What is single-handed care?
We offer single-handed care for elderly and disabled people to stay in their own homes.
The current situation
Mr Jones is a 60-year-old gentleman admitted to the hospital following a fall. He has had several falls in the last six months, following a steady decline in his overall mobility. Mr Jones has a history of arthritis. He suffers from sleep apnea and also has diabetes. He is 5ft 8 inches tall and weighs 12 stones. Mr. Jones lives with his wife in a privately owned bungalow. Mrs. Jones has been her husband’s sole carer for many years and was finding it increasingly difficult to transfer her husband up to the point of his last fall.
Mr & Mrs Jones were at the point of referring to the local community occupational therapist (OT) when the last fall occurred. Following a period of rehabilitation in the hospital, Mr Jones was unable to regain his mobility, and as such now needs to be hoisted for all transfers. Mr Jones expressed a clear wish to return home but did not want formal care. His wife fully supports his wishes and will continue with his care for as long as she can.
The OT’s assessment uses the Person-Environment-Occupation (PEO) model as a frame of reference for the assessment. However, you will see how compatible this model is with a basic Task – Individual – Load – Environment (TILE) risk assessment structure.
When considering Mr Jones’s wishes the OT established that he did not want assistance from formal carers. Facilitating this would reduce his stress levels as he was also motivated by maintaining the close relationship he has with his wife and her supporting him with his care. Mr Jones was also motivated by trying to do as much for himself as he could, which in this case was turning himself in bed. This goes beyond that of the TILE approach of a person as simply a load and considers what the person can do and their motivations.
Assessment of the environment
Mrs Jones is able and happy to support her husband’s wishes not to have outside carers. The OT established that Mr Jones could assist when turning in bed, reducing the strain on Mrs Jones and making it possible to support her with personal care and fitting a sling. This could be made easier with the provision of a patient turning device if required in the future. During the assessment, the OT concluded that Mrs. Jones would not be able to manage to hoist her husband on and off the bed to a commode or an armchair using a mobile hoist as it would be too cumbersome and difficult for her to do. In addition, the space did not allow a sufficient turning circle for a mobile hoist. As such, an alternative would be required. However, the fit between the person and the environment remains poor.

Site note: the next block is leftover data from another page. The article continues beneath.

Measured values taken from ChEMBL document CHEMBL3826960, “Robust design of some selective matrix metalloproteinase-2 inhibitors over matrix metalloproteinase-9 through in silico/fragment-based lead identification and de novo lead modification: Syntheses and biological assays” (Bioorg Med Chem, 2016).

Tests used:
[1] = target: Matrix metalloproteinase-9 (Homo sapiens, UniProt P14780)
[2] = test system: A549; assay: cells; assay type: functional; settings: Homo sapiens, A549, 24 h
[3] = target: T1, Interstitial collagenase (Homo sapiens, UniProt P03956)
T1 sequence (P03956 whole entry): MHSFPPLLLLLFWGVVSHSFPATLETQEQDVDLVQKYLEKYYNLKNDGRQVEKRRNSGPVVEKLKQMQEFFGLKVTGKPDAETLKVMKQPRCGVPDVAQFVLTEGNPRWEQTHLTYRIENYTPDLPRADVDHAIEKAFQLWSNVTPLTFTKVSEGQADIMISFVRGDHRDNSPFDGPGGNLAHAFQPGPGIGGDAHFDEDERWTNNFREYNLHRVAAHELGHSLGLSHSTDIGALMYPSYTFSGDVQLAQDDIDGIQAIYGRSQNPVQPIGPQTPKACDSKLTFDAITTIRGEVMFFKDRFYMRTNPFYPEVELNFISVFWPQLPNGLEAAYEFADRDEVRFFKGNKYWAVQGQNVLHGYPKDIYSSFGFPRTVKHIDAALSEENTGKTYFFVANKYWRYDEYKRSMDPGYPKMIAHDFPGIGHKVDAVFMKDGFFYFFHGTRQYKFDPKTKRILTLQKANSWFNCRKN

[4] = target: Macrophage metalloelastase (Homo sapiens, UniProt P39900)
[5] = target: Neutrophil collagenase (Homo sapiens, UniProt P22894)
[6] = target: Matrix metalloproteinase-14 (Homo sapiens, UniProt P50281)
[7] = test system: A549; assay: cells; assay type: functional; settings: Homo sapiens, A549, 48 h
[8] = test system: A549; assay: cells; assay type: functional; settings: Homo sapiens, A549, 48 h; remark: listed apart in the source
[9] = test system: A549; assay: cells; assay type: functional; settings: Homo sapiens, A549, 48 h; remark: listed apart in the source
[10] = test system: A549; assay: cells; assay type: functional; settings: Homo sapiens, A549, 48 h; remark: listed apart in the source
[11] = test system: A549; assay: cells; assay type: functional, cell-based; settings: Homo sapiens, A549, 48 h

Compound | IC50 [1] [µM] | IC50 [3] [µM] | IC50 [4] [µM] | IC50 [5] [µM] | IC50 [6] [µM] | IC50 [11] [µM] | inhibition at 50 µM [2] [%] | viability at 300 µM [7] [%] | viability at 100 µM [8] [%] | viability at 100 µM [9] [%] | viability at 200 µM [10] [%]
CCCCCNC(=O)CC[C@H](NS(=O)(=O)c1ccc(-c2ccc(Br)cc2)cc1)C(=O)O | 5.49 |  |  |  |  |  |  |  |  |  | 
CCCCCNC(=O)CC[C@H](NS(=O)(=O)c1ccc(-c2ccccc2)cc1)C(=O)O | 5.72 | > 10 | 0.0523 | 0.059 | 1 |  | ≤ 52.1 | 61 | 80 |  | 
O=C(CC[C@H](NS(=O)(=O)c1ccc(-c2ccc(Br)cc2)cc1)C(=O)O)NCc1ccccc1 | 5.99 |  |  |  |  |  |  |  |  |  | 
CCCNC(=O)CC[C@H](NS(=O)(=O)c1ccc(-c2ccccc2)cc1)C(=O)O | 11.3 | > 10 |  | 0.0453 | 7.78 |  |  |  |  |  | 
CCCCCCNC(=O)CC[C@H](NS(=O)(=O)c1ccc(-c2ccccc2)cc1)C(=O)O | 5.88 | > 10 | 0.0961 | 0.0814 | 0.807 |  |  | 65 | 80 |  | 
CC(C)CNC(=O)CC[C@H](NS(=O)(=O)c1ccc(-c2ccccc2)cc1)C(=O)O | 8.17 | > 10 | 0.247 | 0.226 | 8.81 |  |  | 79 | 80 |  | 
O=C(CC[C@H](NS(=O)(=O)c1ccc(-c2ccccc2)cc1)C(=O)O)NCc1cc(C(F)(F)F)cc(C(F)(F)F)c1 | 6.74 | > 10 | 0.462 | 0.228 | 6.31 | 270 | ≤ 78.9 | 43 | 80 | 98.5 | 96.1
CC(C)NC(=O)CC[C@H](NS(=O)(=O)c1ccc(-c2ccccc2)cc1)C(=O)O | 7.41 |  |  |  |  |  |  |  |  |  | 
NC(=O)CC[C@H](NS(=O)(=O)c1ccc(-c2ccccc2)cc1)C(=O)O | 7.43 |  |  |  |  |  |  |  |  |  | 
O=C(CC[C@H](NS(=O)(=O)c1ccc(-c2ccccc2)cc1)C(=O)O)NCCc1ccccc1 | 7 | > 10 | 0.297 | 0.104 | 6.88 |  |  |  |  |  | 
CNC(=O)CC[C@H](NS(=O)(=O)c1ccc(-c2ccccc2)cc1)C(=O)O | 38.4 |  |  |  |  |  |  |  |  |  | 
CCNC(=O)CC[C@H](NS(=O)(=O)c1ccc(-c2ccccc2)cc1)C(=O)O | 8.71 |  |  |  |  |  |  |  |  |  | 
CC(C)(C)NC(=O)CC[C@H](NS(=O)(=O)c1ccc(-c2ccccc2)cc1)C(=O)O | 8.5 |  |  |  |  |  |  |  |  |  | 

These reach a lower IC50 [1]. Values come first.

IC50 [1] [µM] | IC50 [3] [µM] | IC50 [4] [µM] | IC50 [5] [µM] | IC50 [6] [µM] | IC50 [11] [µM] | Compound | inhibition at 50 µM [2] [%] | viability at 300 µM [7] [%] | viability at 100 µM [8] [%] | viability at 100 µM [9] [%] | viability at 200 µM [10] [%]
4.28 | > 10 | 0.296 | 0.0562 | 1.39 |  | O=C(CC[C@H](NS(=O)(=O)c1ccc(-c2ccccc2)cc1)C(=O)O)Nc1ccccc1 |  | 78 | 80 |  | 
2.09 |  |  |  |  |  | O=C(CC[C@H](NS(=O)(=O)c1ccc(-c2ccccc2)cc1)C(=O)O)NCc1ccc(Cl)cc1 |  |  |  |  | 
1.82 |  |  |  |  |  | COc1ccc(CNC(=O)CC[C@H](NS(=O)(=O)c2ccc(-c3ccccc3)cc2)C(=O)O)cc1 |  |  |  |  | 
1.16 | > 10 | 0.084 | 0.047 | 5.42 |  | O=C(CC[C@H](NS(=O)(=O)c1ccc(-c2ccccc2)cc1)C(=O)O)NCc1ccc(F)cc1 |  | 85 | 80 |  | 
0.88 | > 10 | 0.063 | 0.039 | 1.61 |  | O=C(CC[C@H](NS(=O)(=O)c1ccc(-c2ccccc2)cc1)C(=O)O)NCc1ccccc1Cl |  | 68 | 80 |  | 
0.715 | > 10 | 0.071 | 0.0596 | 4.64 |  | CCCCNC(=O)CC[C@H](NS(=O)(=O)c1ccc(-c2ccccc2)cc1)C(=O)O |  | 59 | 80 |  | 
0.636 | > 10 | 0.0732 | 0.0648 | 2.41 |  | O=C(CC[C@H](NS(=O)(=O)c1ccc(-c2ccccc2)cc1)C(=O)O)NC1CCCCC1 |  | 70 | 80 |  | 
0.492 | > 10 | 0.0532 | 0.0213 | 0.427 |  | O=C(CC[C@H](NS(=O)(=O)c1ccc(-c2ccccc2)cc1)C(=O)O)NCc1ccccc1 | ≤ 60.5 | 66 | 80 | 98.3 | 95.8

Although Mrs Jones would not be able to manage a mobile hoist on her own, she can fit a sling around her husband. There was adequate space in one of the families living areas for a height-adjustable profiling bed and a mobile commode. The OT carried out a feasibility study to establish if a ceiling track hoist could be fitted, which was confirmed, as well as an overhead gantry option as an interim measure. The provision of such equipment could improve the fit between the domains. Again, using PEO the OT considered the physical environment as required using a TILE structure, but also considered the relationships, and the individuals involved more holistically.
The OT looked at the occupations in more detail with Mr and Mrs Jones in hospital, practising transfers and personal care with Mrs Jones using moving and handling techniques, to establish if Mrs Jones could manage the care of her husband at home. This trial was conducted over 5 days.
The OT considered how the provision of equipment would improve the fit between the domains, reducing the disability and aiding Mr and Mrs Jones in attaining their goals. The assessment using the PEO model covered all the transfers as required in a TILE structured assessment looking at the task, but goes further in linking all the domains together.
The OT ordered a temporary overhead gantry hoist to be delivered and assembled, as well as a mobile commode, armchair on wheels and a height-adjustable profiling bed. This package allows Mr Jones to support her husband with personal care and hoist him to the commode or onto an armchair. Mr Jones’s bed mobility makes personal care in bed a lot easier however patient turning options may be required in the longer term. This improves the fit between the domains, reducing the overall disability. The OT also referred to community housing OT colleagues to look at the longer-term installation of permanent ceiling track hoists throughout Mr & Mrs Jones’s home along with bathroom adaptations if also feasible.
The above recommendations supported timely hospital discharge and met the family’s requirement not to have formal carers in place, in the interim on discharge. Longer-term needs were also considered and a referral was made to community OT services to continue the assessment for longer-term needs such as permanent ceiling track hoist and bathroom adaptations, continuing to support Mr & Mrs Jones’s wish for Mrs Jones to be the sole carer, thus supporting a single-handed care approach. The use of the PEO model ensures that a more holistic approach is taken, but at the same time satisfies the need for proper risk assessment, encompassing all the elements of a TILE structured approach.
This case study is provided as an example of a scenario and possible solutions and is intended for guidance only. A full and thorough risk assessment must be carried out by a trained professional before implementing a care and/or equipment package. The article above is from ‘Enabling single-handed care for an elderly couple to remain at home’ by Invacare, Safe Patient Handling.
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